- The SA Human Rights Commission (SAHRC) is concerned about attacks on the judiciary.
- The SAHRC will, in the next five years, focus on the impact of corruption on human rights.
- Political leaders like Julius Malema and former president Jacob Zuma have launched attacks on the judiciary.
The SA Human Rights Commission (SAHRC) has raised concerns about attacks on the judiciary.
In a statement, SAHRC spokesperson Gushwell Brooks said it was concerning that senior political leaders have been questioning the courts' authority.
Zuma has refused to co-operate with the commission and threatened a revolt against the judiciary over what he claims is an overexerting of power.
The commission heard testimony from several witnesses about how there were efforts to bribe judges to make judgments in Zuma's favour.
EFF leader Julius Malema is another political figure who has criticised the judiciary.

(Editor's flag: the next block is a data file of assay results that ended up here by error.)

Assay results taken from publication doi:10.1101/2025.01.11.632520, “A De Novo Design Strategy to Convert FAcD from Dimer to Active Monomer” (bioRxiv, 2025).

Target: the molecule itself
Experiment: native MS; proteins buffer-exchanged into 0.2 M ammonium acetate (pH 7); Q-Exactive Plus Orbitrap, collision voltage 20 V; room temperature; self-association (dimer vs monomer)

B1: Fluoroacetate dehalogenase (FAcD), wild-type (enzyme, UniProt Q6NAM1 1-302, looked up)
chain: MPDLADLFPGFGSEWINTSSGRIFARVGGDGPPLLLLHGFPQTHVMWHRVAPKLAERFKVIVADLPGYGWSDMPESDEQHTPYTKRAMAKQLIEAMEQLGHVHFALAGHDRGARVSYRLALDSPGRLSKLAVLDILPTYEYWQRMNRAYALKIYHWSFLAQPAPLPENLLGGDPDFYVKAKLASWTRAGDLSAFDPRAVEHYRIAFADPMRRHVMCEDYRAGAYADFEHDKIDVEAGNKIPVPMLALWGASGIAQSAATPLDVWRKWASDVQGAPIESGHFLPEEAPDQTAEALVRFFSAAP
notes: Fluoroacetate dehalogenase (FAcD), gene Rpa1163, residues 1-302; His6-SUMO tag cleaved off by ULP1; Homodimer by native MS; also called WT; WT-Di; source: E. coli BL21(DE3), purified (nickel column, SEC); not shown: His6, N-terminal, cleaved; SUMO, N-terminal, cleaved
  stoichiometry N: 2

He claimed President Cyril Ramaphosa used the court to fight his political opponents.
Brooks said the judiciary's ability to conduct its work independently was essential for the functioning of democracy.
"The SAHRC will, as part of its strategic focus for the next five years, focus on the impact of corruption on human rights.
"Corruption is a major impediment to development, the alleviation of poverty, the establishment of economic equality and the delivery of socio-economic rights and services for all within South Africa."
He labelled testimony presented at the commission on corruption as shocking.
"The SAHRC welcomes the progress made by the Zondo commission and calls on senior officials of political parties, including those within the governing party, to ensure that independent judicial processes are left unfettered by party politics."